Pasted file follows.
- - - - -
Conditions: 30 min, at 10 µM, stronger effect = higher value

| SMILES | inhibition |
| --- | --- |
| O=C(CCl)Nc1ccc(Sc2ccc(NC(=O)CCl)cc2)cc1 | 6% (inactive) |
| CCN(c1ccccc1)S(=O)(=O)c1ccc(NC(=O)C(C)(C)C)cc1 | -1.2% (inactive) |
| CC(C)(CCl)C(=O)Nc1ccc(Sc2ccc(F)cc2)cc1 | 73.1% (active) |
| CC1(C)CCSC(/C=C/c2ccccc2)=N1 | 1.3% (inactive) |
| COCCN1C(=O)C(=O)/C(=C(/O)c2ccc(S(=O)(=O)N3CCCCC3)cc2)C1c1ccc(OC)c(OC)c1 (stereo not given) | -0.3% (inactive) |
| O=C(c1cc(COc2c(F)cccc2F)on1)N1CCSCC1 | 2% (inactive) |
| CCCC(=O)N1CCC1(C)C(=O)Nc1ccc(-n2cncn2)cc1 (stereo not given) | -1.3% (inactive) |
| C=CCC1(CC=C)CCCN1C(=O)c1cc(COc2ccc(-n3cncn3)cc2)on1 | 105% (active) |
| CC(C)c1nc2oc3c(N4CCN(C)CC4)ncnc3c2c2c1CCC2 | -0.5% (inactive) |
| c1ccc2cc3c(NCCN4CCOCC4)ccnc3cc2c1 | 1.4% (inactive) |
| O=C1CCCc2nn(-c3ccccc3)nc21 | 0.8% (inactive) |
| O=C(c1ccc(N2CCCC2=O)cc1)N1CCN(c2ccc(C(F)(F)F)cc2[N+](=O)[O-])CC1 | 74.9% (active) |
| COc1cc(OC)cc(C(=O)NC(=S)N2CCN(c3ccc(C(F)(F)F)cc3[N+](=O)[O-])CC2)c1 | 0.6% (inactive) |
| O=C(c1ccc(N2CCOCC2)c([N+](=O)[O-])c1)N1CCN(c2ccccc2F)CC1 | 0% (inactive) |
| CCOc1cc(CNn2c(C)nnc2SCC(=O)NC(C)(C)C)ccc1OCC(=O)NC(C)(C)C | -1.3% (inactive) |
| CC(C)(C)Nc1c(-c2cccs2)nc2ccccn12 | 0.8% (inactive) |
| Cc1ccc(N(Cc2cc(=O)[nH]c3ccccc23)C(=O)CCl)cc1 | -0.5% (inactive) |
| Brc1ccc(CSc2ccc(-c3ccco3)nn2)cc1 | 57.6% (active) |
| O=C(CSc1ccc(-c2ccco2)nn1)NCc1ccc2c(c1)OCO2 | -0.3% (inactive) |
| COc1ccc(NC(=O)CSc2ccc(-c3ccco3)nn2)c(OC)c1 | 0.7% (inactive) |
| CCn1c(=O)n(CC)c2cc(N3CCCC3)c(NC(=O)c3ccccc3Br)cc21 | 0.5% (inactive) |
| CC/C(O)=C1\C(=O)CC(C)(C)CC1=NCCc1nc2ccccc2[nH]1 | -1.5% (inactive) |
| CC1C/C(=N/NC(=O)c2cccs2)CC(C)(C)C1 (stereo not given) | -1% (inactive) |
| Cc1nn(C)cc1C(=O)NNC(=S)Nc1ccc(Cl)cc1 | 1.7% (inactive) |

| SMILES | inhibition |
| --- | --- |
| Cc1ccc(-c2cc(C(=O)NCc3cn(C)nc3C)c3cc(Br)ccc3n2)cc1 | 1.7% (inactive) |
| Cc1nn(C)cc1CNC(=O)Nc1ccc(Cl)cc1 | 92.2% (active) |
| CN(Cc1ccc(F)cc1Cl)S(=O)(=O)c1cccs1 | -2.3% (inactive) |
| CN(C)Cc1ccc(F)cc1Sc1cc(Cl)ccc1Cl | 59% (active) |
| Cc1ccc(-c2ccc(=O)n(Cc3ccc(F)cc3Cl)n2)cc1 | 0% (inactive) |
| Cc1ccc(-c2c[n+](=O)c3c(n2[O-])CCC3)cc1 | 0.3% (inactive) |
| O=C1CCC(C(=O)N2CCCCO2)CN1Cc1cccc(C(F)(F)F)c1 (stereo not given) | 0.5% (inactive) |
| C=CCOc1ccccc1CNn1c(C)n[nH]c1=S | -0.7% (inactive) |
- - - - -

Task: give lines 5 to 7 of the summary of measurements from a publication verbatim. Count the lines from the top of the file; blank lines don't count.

| CCN(c1ccccc1)S(=O)(=O)c1ccc(NC(=O)C(C)(C)C)cc1 | -1.2% (inactive) |
| CC(C)(CCl)C(=O)Nc1ccc(Sc2ccc(F)cc2)cc1 | 73.1% (active) |
| CC1(C)CCSC(/C=C/c2ccccc2)=N1 | 1.3% (inactive) |